Tuesday, May 27, 2008

Oh pants...!

Unwanted weight approaches slowly yet determined from afar, like debt or a pushy relative on Christmas Eve. It bursts into your life with that same SURPRISE factor and elicits the same eye-narrowing scepticism of the credit card bill and of the relative. But while you can scan transactions for fraud or you can try and slam the door in the face of the scrounger, resisting the surprise, the shock and the self-loathing that follow weight gain is a much harder, if not completely impossible, task to muster. I know that while I have successfully identified fraud and I have successfully refuted scroungers, I have also stood in front of the mirror, mouth aghast, forehead scrunched up, hands pulling hard against two wretched bits of fabric that would just not come together. I use one particular pair of trousers as my benchmark for fatness and perhaps this itself sets me up for failure.

As every woman knows, there is much more levee in a skirt than in a pair of pants, but this is exactly why success resounds so much louder when the zipper pulls up with ease on the drainpipes, rather than on the pencil. I can guarantee that within ten days my currently slightly tight narrow skirt will fit like it did a few months back. The silk trousers are an entirely different challenge. I bought these bits of fabulousness in early 2002, just before my first trip to New York. I can leaf through old pics and see myself wearing them everywhere. The Empire State Building, Fifth Avenue, the plane, the Waldorf. I inspect my face for signs of fat; it surely did look rounder then. Could it be that now I am approaching 30 I simply look haggard in the face and fat in the ass? Is that the difference between early and late twenties? I also recall wearing them on the way to work, standing on the Farringdon platform, denim jacket on top, huge fringed John Galliano wrap carefully thrown on my shoulders (there is no such thing as effortlessly done dahhhlin’, remember that). I recall wearing them for lunch with a friend in early 2006 and catching a glimpse of myself in the mirror. They were loose, loose like they had never been before. At the time I was returning to work on a part-time basis, which allowed for twenty hours of exercise to take place religiously, Monday to Friday, at my local fitness centre. I was trying to strengthen my back, what I got into the bargain was not a weight loss, as testified by the scales receipts that insist on reading the same over a period of three months, but a de-puffing and toning up that I have not experienced since. And fact is, I want it back.

Friends are currently doing liquid diets, the sort that deflate you before you go on holiday, and that move you back to the land of the fatties as soon as you stop the shakes and go back to solids. Much as I’d love to be a stick, I love solid food more. I cannot exercise twenty (or more) hours per week because I cannot fit so much into my schedule any longer. I am up early to go to the office, not to walk to David Lloyd for a workout. When I return in the evening, I am too hungry to contemplate a 3-hour sweat-out. In fact, the thought of it makes me queasy. And of course Merv having been off the radar for the past three weeks hasn’t helped either. One thing is to potter around him and quite another to go for a two-hour trotting hack. Even then, I recently noticed that I do not get as tired (read, as pumped up) any longer, probably because the work on the exercise bike with a view to increase my horsey stamina has started to pay off. And yes the exercise bike. I cannot think of anything more boring than a stationary bike (lie, I can, Gangs of New York), yet it has proved invaluable at a time when Merv was lame and I really wanted a proper sweat-out. However, I have the peculiar habit of pedalling with a Nigella or Jamie DVD playing in the Mac and I can tell you that if this helps the workout to fly by (or very nearly), it most certainly does not help its aftermath.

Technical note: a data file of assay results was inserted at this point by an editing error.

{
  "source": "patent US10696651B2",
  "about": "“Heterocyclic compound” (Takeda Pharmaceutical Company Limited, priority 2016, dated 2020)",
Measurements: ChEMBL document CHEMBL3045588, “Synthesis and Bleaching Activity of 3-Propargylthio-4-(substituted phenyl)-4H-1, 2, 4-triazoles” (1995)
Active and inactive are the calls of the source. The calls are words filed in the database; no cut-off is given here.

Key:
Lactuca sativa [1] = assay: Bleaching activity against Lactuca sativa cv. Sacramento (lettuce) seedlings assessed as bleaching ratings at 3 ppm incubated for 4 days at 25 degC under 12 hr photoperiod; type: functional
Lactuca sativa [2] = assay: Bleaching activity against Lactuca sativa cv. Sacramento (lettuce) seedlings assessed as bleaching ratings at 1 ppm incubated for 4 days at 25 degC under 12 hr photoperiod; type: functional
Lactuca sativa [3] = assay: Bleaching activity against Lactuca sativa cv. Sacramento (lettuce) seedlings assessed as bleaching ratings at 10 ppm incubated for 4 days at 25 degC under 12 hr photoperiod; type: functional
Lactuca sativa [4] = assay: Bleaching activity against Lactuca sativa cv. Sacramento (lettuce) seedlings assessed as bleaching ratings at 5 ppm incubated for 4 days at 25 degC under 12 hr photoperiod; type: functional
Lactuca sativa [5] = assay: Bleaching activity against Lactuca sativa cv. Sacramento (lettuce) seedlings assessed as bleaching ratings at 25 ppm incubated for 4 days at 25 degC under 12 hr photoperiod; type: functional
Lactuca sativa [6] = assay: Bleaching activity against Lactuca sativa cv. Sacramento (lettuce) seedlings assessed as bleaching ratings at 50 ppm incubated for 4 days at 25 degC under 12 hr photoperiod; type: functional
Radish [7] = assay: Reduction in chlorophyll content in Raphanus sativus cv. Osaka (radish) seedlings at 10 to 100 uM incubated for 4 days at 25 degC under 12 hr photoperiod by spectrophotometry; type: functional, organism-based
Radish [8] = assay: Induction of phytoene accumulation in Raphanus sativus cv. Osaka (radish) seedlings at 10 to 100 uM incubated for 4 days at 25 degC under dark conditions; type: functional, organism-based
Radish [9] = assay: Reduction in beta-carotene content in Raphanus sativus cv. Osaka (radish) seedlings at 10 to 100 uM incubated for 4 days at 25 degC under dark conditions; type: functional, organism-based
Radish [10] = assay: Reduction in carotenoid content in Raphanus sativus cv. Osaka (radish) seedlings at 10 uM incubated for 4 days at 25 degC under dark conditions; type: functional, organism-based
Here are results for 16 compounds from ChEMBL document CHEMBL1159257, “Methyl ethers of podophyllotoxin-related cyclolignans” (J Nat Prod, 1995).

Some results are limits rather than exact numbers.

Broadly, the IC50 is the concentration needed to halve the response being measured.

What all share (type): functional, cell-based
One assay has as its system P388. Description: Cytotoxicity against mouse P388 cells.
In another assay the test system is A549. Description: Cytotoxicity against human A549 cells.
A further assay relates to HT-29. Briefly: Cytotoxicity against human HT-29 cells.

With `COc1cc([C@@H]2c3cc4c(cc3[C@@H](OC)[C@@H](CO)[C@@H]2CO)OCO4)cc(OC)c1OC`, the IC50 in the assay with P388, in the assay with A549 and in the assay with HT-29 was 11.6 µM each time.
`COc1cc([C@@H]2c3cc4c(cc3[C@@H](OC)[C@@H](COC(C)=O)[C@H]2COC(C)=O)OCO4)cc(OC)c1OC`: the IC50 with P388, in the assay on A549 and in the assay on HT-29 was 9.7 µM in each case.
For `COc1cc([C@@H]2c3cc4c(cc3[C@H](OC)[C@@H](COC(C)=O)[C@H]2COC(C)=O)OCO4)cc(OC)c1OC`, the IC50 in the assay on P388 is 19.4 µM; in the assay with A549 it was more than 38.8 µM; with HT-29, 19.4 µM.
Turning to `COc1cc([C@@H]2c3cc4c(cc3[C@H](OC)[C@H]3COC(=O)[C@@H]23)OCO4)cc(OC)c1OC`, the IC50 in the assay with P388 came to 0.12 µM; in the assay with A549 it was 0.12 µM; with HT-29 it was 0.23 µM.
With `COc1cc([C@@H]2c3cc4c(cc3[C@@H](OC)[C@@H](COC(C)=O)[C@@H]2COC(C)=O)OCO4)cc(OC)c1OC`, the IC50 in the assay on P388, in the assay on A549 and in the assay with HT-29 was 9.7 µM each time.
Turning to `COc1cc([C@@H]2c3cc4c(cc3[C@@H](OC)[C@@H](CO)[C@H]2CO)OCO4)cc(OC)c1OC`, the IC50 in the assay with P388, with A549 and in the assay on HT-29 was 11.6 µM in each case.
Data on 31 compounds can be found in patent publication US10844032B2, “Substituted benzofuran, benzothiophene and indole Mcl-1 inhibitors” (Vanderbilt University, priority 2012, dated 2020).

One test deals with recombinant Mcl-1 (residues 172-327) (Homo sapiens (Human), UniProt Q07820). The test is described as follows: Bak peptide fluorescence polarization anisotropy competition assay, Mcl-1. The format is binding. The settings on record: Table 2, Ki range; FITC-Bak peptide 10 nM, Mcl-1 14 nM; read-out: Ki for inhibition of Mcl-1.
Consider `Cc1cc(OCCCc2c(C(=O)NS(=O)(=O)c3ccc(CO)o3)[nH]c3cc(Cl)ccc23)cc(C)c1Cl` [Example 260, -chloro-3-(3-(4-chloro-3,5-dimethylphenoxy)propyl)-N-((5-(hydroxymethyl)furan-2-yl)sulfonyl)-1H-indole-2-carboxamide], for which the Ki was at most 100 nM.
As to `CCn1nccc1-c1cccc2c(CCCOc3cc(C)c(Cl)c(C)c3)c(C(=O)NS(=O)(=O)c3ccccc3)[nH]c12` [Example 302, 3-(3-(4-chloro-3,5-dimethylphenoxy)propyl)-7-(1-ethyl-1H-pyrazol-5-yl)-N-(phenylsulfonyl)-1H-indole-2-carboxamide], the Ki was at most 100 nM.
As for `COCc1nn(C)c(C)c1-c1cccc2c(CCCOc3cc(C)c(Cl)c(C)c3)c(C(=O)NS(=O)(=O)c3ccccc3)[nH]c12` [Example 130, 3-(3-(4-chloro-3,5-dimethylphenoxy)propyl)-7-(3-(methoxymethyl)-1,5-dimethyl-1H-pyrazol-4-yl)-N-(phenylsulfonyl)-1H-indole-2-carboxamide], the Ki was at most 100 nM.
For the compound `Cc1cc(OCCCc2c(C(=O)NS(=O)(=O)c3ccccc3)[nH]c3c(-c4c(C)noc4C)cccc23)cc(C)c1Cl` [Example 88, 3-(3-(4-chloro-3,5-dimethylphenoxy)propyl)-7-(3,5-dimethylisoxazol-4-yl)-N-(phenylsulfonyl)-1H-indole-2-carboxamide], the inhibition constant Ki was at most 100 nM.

So I resolved to cut-back with a low-fat diet devoid of just about everything. I began last night by preparing a wrap with paprika flageolet beans and Philadelphia extra light. I also threw a low-fat, low-calorie soya dessert into the bag and already felt thinner just by placing it in the fridge ready to go this morning. Except I drove to work and left it at home. Since I was in extra early, and was so very angry for having forgotten the food, I had a grande (skinny) caramel macchiato at Starbee. Believe it or not, even a cup the size of a vase laced up with caramel sauce only has 120 calories provided you ask for skimmed milk. I am beginning to wonder whether Starbee at large may be part of the problem. Since I started work at this client, with a Starbee in the building, I seem to have gotten… well… fatter. I hate even typing that. I plead on here, right now, to stop the vicious circle. I will prepare my own food at home, I will remember to take it with me, I will stop the snacking at 3 pm and I will reduce the number of Starbees (to… maybe… just xx a day). And I will fit back into those bastard pants if that’s the last thing I do before my birthday in September.
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